September 18, 2011:
The U.S. has ordered 437 AMRAAM radar guided air-to-air missiles, to be produced in the next year. Most (234) are the latest version, the AIM-120D. The rest are the older, AIM-120C7, version. Most of these are for foreign customers. Since it entered service two decades ago, over 40 air forces have bought AMRAAM.
AMRAAM entered service in 1992, more than 30 years after the first radar guided air-to-air missile (the AIM-7 Sparrow). AMRAAM was meant to succeed where the AIM-7 didn’t. Vietnam, in the 1960s, provided ample evidence that AIM-7 wasn't really ready for prime time. Too many things could go wrong. Several versions later, the AIM-7 got another combat test during the 1991 Gulf War. In combat, 88 AIM 7s were launched, with 28 percent scoring a hit. The AIM 9 Sidewinder did worse, with 97 fired and only 12.6 percent making contact. That said, most of these hits could not have been obtained with cannon, especially when the AIM 7 was used against a target that was trying to get away.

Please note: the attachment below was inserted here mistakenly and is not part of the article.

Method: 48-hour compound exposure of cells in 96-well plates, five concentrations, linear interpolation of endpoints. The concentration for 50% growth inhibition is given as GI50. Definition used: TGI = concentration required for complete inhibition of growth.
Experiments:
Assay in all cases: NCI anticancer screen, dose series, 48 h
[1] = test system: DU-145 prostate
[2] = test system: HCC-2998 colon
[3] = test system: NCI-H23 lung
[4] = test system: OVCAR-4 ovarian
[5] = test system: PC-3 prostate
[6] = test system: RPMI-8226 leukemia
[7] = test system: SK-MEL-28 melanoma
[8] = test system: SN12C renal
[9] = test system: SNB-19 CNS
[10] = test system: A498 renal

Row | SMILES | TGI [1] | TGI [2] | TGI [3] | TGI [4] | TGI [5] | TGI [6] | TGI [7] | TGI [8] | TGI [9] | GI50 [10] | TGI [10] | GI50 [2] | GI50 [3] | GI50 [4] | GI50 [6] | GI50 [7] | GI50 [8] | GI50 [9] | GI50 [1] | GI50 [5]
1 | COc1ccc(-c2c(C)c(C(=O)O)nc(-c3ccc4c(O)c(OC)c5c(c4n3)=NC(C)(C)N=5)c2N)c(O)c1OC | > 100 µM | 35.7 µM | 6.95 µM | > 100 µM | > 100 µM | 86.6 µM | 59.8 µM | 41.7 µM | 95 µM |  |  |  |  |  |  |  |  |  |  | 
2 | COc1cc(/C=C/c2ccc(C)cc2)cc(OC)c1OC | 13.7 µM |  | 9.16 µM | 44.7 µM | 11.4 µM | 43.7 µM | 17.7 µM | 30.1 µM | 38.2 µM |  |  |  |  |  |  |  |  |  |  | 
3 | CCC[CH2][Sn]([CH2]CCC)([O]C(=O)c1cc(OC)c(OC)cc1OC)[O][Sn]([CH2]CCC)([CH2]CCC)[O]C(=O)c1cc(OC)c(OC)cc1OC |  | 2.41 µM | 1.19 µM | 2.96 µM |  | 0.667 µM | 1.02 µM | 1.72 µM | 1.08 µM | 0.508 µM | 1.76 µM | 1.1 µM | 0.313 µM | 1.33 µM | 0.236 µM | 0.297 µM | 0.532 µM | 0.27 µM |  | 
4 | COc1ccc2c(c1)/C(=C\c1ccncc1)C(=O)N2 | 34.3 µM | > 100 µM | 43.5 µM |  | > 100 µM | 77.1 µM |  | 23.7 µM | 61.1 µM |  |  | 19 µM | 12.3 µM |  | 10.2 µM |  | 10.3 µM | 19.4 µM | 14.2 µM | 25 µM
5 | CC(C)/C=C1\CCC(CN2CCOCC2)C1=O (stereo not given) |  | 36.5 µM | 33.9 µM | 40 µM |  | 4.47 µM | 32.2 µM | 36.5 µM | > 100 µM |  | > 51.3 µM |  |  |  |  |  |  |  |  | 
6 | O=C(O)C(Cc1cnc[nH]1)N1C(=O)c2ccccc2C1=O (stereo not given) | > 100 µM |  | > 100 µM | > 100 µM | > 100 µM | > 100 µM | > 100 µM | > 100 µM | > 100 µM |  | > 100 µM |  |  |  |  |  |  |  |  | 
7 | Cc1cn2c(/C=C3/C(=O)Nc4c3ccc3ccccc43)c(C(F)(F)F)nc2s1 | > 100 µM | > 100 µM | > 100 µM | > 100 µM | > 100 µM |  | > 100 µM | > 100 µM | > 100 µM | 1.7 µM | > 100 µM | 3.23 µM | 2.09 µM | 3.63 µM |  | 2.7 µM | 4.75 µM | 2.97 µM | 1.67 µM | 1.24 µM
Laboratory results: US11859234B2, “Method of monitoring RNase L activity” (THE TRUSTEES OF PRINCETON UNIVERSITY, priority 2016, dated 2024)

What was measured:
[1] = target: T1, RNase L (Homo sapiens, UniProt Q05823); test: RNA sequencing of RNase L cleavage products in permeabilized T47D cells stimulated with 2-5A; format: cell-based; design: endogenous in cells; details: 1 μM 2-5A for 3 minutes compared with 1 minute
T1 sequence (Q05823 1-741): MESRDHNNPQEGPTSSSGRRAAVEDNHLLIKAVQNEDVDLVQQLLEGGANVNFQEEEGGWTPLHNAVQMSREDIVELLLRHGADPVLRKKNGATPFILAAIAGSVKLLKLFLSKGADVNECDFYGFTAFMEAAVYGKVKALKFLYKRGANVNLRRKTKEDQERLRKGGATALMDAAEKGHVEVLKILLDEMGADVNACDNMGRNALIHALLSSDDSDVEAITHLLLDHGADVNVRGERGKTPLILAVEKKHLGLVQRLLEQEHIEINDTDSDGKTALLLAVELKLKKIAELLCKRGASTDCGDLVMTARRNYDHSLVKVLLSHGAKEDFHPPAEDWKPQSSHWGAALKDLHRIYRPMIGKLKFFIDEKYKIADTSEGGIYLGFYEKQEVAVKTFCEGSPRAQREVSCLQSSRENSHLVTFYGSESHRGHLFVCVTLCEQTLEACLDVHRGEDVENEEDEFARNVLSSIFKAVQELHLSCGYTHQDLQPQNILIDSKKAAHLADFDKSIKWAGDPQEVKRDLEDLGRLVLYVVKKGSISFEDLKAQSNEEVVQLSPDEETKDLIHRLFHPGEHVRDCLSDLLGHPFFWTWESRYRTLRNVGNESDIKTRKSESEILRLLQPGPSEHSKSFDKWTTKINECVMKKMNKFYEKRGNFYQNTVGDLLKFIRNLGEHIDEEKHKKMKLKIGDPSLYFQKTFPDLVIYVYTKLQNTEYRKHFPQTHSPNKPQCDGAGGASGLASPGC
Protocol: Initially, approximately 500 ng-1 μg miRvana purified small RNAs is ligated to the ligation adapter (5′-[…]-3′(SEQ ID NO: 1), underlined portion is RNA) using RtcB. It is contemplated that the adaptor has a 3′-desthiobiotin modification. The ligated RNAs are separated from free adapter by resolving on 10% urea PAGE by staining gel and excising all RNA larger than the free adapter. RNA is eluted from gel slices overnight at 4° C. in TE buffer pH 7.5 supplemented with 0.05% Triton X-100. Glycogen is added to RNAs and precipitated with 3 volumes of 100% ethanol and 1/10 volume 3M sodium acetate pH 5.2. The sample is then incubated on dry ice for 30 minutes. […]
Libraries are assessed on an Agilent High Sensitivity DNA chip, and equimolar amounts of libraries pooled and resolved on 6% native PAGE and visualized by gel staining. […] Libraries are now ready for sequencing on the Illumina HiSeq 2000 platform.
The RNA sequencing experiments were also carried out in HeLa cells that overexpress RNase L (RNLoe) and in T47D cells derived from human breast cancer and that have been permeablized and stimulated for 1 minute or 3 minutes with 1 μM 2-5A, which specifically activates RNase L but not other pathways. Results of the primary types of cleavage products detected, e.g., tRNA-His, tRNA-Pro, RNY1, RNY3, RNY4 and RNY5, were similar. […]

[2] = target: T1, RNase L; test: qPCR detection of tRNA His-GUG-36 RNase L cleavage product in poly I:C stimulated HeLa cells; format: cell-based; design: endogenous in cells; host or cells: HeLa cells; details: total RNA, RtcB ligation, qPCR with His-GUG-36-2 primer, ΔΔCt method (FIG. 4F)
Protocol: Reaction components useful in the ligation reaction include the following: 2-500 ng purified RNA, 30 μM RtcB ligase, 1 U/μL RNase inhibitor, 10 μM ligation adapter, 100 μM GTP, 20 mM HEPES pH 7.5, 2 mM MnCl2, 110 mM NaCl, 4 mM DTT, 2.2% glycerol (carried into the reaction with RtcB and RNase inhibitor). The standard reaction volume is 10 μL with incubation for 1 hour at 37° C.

AMRAAM was designed to fix all the reliability and ease-of-use problems that cursed the AIM-7. But AMRAAM has only had a few opportunities to be used in combat, and over half of those launched have hit something. The 120D version entered service four years ago and has longer range and greater accuracy and resistance to countermeasures. So far, AMRAAMs have spent over 1.7 million hours hanging from the wings of jet fighters in flight. Some 2,400 AMRAAMs have been fired, mostly in training or testing operations. That’s about a quarter of those produced.
AMRAAM weighs 172 kg (335 pounds), is 3.7 meters (12 feet) long and 178mm (7 inches) in diameter. AMRAAM has a max range of 70 kilometers. These missiles cost about a million dollars each. The missiles are complex mechanical, electronic and chemical systems, and each of them, on average, suffers a component failure every 1,500 hours.